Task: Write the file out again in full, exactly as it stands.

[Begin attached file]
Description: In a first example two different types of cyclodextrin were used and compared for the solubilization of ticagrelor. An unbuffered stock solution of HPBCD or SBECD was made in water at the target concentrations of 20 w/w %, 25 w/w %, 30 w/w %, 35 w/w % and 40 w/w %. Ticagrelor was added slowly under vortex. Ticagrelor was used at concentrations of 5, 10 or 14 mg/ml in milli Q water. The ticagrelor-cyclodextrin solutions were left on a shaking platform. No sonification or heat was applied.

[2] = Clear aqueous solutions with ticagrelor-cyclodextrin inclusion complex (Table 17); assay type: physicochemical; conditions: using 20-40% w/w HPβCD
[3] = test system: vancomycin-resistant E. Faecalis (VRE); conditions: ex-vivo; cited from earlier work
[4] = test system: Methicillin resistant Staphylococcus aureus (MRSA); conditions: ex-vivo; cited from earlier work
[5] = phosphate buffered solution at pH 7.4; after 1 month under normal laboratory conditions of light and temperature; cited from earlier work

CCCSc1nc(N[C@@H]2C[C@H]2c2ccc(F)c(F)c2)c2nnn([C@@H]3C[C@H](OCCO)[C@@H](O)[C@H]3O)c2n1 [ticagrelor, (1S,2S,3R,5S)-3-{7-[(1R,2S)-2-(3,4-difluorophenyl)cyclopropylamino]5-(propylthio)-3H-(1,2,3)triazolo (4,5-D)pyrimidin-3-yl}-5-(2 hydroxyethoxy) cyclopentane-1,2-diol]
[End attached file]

Description: In a first example two different types of cyclodextrin were used and compared for the solubilization of ticagrelor. An unbuffered stock solution of HPBCD or SBECD was made in water at the target concentrations of 20 w/w %, 25 w/w %, 30 w/w %, 35 w/w % and 40 w/w %. Ticagrelor was added slowly under vortex. Ticagrelor was used at concentrations of 5, 10 or 14 mg/ml in milli Q water. The ticagrelor-cyclodextrin solutions were left on a shaking platform. No sonification or heat was applied.

[2] = Clear aqueous solutions with ticagrelor-cyclodextrin inclusion complex (Table 17); assay type: physicochemical; conditions: using 20-40% w/w HPβCD
[3] = test system: vancomycin-resistant E. Faecalis (VRE); conditions: ex-vivo; cited from earlier work
[4] = test system: Methicillin resistant Staphylococcus aureus (MRSA); conditions: ex-vivo; cited from earlier work
[5] = phosphate buffered solution at pH 7.4; after 1 month under normal laboratory conditions of light and temperature; cited from earlier work

CCCSc1nc(N[C@@H]2C[C@H]2c2ccc(F)c(F)c2)c2nnn([C@@H]3C[C@H](OCCO)[C@@H](O)[C@H]3O)c2n1 [ticagrelor, (1S,2S,3R,5S)-3-{7-[(1R,2S)-2-(3,4-difluorophenyl)cyclopropylamino]5-(propylthio)-3H-(1,2,3)triazolo (4,5-D)pyrimidin-3-yl}-5-(2 hydroxyethoxy) cyclopentane-1,2-diol]